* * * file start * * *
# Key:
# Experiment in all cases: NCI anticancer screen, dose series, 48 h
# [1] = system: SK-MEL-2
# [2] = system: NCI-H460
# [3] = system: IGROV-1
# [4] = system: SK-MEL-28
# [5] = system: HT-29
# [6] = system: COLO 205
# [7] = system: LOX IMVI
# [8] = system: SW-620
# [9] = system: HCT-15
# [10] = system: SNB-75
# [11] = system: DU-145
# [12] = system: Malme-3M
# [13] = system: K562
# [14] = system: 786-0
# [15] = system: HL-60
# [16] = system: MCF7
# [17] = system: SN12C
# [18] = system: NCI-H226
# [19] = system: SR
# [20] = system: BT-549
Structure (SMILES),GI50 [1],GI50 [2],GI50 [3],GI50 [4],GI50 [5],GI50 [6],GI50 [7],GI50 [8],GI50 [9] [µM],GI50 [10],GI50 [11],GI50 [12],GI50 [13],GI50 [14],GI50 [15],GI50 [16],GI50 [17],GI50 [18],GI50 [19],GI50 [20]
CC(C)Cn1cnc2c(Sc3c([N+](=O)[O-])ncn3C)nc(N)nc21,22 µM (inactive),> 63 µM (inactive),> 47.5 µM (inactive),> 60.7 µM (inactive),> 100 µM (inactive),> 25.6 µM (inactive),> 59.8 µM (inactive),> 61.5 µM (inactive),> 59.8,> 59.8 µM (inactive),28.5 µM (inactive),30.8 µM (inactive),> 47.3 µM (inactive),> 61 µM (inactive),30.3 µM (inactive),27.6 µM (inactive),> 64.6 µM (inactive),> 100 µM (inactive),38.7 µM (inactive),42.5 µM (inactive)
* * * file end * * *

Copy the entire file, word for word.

# Key:
# Experiment in all cases: NCI anticancer screen, dose series, 48 h
# [1] = system: SK-MEL-2
# [2] = system: NCI-H460
# [3] = system: IGROV-1
# [4] = system: SK-MEL-28
# [5] = system: HT-29
# [6] = system: COLO 205
# [7] = system: LOX IMVI
# [8] = system: SW-620
# [9] = system: HCT-15
# [10] = system: SNB-75
# [11] = system: DU-145
# [12] = system: Malme-3M
# [13] = system: K562
# [14] = system: 786-0
# [15] = system: HL-60
# [16] = system: MCF7
# [17] = system: SN12C
# [18] = system: NCI-H226
# [19] = system: SR
# [20] = system: BT-549
Structure (SMILES),GI50 [1],GI50 [2],GI50 [3],GI50 [4],GI50 [5],GI50 [6],GI50 [7],GI50 [8],GI50 [9] [µM],GI50 [10],GI50 [11],GI50 [12],GI50 [13],GI50 [14],GI50 [15],GI50 [16],GI50 [17],GI50 [18],GI50 [19],GI50 [20]
CC(C)Cn1cnc2c(Sc3c([N+](=O)[O-])ncn3C)nc(N)nc21,22 µM (inactive),> 63 µM (inactive),> 47.5 µM (inactive),> 60.7 µM (inactive),> 100 µM (inactive),> 25.6 µM (inactive),> 59.8 µM (inactive),> 61.5 µM (inactive),> 59.8,> 59.8 µM (inactive),28.5 µM (inactive),30.8 µM (inactive),> 47.3 µM (inactive),> 61 µM (inactive),30.3 µM (inactive),27.6 µM (inactive),> 64.6 µM (inactive),> 100 µM (inactive),38.7 µM (inactive),42.5 µM (inactive)